Women’s obligation in the mitzva of the Chanuka lights

Author: Rav Duvdevani of Bet Shemesh, Kislev 5765/Dec 2004

It might be thought that women have no obligation because the mitzvah of lighting lights on Chanuka is a positive commandment linked to a specific time (cf the first talk in this series). However, our Sages do not place it in that category.

Rav Duvdevani examined a number of questions:

Do women light Chanuka lights?

Can women’s lighting suffice if no men are present? Can women exempt men from their obligation in this mitzvah?

A number of considerations determine the line of thought in the sources:

1. A comparison of the mitzvah of Chanuka lighting with the mitzvah of the Megilla reading on Purim.

2. The function of Chanuka lighting to publicise the miracle (pirsumei nisa).

3. The fact that women were also present at the miracle (af hen hayu be oto ha nes).

4. One or more sets of Chanuka lights per household (ish u beito).

5. The status of lighting where several members of a household light.

We learn from the Gemara (Shabat 23A) that the mitzvah of Chanuka is the lighting itself and that ‘a woman certainly lights; as R Yehoshua ben Levi said: they too were present at the miracle’(af hen hayu be oto a nes). Tosafot (on Tractate Megilla 4A) add that this reason is Rabbinical. Rav Soloveitchik explains that the benediction ‘al ha nissim’(who performed miracles) indicates that this is so. He adds that while remembering the miracle is basic, our lights, too, impact on darkness and thus we have not only a symbol of past events; we are participating in the function of Chanuka itself (Sefer Horerei Kedem).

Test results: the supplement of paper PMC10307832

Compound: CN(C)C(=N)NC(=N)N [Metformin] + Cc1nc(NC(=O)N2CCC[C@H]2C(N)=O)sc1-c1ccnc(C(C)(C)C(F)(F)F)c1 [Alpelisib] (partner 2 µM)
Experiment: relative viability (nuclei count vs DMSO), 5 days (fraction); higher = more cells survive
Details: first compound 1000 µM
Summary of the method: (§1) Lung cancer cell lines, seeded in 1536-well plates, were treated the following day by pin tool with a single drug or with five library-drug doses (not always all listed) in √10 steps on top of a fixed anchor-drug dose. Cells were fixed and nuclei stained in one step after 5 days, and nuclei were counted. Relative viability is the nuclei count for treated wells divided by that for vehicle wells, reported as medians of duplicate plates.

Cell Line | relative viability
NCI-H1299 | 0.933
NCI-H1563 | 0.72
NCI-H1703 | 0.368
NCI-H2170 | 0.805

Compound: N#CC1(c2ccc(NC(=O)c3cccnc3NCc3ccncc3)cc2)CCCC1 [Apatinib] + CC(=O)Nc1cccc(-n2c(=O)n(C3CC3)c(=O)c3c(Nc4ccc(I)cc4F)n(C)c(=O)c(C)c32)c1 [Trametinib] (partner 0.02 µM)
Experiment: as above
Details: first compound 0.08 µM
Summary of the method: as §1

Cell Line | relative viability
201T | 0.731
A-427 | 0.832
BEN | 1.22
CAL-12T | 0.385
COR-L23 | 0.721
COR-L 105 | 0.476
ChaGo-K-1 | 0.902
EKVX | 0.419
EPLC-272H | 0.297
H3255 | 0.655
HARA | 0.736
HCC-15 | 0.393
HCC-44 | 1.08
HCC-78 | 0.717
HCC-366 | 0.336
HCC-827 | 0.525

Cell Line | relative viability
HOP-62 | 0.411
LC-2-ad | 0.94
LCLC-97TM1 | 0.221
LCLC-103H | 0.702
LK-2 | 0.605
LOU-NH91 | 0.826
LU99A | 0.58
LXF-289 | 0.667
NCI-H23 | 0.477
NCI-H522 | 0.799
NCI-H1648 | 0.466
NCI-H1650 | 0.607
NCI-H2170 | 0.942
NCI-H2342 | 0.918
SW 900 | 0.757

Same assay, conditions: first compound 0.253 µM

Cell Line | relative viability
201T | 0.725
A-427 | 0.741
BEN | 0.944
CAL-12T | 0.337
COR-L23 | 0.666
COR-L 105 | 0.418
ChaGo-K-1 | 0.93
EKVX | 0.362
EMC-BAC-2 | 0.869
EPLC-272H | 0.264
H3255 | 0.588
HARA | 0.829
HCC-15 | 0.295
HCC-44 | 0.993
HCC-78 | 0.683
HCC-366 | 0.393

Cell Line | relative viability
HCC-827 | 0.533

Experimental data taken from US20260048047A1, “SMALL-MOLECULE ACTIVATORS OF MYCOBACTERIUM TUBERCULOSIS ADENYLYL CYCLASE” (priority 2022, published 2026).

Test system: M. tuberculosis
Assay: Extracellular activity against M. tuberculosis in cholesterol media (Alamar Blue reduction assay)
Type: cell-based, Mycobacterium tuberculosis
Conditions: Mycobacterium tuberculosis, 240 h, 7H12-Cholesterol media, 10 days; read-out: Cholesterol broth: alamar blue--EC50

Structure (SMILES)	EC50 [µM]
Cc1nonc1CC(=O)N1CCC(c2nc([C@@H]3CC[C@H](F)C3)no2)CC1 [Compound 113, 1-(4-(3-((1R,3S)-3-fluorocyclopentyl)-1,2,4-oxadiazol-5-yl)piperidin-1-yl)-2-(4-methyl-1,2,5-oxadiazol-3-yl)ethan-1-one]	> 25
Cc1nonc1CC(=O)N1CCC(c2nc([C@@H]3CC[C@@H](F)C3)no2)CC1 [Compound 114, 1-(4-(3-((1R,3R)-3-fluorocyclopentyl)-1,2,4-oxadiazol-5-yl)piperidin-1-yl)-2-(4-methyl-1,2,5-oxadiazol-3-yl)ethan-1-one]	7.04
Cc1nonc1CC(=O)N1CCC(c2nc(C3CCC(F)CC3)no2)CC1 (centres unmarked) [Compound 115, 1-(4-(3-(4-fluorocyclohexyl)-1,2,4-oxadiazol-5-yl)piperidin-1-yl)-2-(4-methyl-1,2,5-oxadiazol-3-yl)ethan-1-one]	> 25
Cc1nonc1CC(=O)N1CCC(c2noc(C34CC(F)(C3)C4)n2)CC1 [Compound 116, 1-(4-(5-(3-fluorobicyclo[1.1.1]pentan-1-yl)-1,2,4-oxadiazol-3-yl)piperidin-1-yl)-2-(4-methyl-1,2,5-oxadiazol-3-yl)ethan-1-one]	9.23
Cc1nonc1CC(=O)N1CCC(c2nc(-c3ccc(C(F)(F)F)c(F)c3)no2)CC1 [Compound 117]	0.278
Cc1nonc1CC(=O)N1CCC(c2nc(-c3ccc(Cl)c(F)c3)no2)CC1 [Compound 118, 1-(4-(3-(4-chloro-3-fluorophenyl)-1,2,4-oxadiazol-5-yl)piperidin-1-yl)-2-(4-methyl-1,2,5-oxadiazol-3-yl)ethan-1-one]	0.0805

Maimonides (Hilchot Megilla ve Chanuka, 1) takes up the comparison of Chanuka lighting with the reading of the Megilla. Women are included in the obligation of the reading of the Megilla and, to fulfil this mitzvah on Purim, one needs to hear the Megilla read by someone obligated in that reading, as women are. The implication would seem to be that, since women are obligated in the Chanuka lighting, they can act on behalf of others.

Tosafot (on Sukka 38A) also look as at the reading of the Megilla, stating that women’s reading does not exempt men, since the reading is a public one (cf earlier talk on public reading of the Torah). However, since the Chanuka lighting takes place in the home, that constraint is not there,

We now come to the question of lighting in the home (ish u beito). The Gemara (Shabbat 23A tells the story of R.Zeira on a visit to Rav on Chanuka. R. Zeira thought to pay his host a peruta towards the cost of the oil for lighting. This, however, was not called for. R.Zera’s obligation was fulfilled by the fact that, in his own house, the lights were being lit while he was not there. Lights on Chanuka shine from the house; they are not personal, like tefilin or lulav.

Rav Soloveitchik explains the mitzvah further. If one person lights on Chanuka, that person is not doing it on behalf of the others, but for the house (ish u beito).The others have fulfilled their obligation because they are part of that household.

It became accepted Ashkenazi practice to perform the mitzvah of Chanuka lighting in the best possible way (mehadrin min ha mehadrin).; each member of the household performs the mitzvah (Responsa of Maharshal, 85). We read in the Responsa of the Geonim that each and every one lit on Chanuka (ner le kol achat ve echad). Using the feminine ‘achat’ and the masculine ‘echad’ spells out that this included the women.

Women clearly have an obligation in the mitzvah of Chanuka lights. As the Rashbam has it (Tosafot on Tractate Megilla 4A), women were essential in the miraculous events both on Purim, with Esther and with Judith on Chanuka.